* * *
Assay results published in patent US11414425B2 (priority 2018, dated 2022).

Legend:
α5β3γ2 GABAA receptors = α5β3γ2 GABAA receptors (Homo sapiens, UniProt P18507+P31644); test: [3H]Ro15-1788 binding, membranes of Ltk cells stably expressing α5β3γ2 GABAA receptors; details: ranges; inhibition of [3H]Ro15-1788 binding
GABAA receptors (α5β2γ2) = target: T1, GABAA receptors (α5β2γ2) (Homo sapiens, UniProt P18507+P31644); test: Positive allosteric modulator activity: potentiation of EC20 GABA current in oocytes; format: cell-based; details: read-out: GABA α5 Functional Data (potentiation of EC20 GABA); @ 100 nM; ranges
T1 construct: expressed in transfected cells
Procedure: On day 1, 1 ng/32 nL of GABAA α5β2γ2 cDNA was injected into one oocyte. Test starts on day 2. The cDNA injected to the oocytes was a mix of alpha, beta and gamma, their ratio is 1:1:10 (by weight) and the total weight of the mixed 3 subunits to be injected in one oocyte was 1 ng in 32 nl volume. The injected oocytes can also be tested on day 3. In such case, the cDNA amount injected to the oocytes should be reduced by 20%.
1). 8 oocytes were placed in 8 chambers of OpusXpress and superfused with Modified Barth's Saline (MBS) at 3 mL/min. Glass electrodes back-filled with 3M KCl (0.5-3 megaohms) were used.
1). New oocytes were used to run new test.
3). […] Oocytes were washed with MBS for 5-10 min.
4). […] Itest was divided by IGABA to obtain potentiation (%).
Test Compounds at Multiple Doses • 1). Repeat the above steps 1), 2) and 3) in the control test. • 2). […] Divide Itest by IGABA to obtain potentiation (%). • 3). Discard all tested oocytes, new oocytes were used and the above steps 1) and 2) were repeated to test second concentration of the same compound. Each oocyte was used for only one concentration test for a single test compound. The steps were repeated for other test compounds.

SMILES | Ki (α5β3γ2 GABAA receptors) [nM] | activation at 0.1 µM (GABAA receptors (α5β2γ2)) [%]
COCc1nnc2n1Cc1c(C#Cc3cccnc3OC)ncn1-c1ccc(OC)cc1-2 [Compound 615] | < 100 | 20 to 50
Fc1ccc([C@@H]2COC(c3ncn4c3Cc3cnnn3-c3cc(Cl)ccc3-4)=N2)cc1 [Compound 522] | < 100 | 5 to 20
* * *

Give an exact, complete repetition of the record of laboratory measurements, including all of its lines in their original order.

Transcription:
Assay results published in patent US11414425B2 (priority 2018, dated 2022).

Legend:
α5β3γ2 GABAA receptors = α5β3γ2 GABAA receptors (Homo sapiens, UniProt P18507+P31644); test: [3H]Ro15-1788 binding, membranes of Ltk cells stably expressing α5β3γ2 GABAA receptors; details: ranges; inhibition of [3H]Ro15-1788 binding
GABAA receptors (α5β2γ2) = target: T1, GABAA receptors (α5β2γ2) (Homo sapiens, UniProt P18507+P31644); test: Positive allosteric modulator activity: potentiation of EC20 GABA current in oocytes; format: cell-based; details: read-out: GABA α5 Functional Data (potentiation of EC20 GABA); @ 100 nM; ranges
T1 construct: expressed in transfected cells
Procedure: On day 1, 1 ng/32 nL of GABAA α5β2γ2 cDNA was injected into one oocyte. Test starts on day 2. The cDNA injected to the oocytes was a mix of alpha, beta and gamma, their ratio is 1:1:10 (by weight) and the total weight of the mixed 3 subunits to be injected in one oocyte was 1 ng in 32 nl volume. The injected oocytes can also be tested on day 3. In such case, the cDNA amount injected to the oocytes should be reduced by 20%.
1). 8 oocytes were placed in 8 chambers of OpusXpress and superfused with Modified Barth's Saline (MBS) at 3 mL/min. Glass electrodes back-filled with 3M KCl (0.5-3 megaohms) were used.
1). New oocytes were used to run new test.
3). […] Oocytes were washed with MBS for 5-10 min.
4). […] Itest was divided by IGABA to obtain potentiation (%).
Test Compounds at Multiple Doses • 1). Repeat the above steps 1), 2) and 3) in the control test. • 2). […] Divide Itest by IGABA to obtain potentiation (%). • 3). Discard all tested oocytes, new oocytes were used and the above steps 1) and 2) were repeated to test second concentration of the same compound. Each oocyte was used for only one concentration test for a single test compound. The steps were repeated for other test compounds.

SMILES | Ki (α5β3γ2 GABAA receptors) [nM] | activation at 0.1 µM (GABAA receptors (α5β2γ2)) [%]
COCc1nnc2n1Cc1c(C#Cc3cccnc3OC)ncn1-c1ccc(OC)cc1-2 [Compound 615] | < 100 | 20 to 50
Fc1ccc([C@@H]2COC(c3ncn4c3Cc3cnnn3-c3cc(Cl)ccc3-4)=N2)cc1 [Compound 522] | < 100 | 5 to 20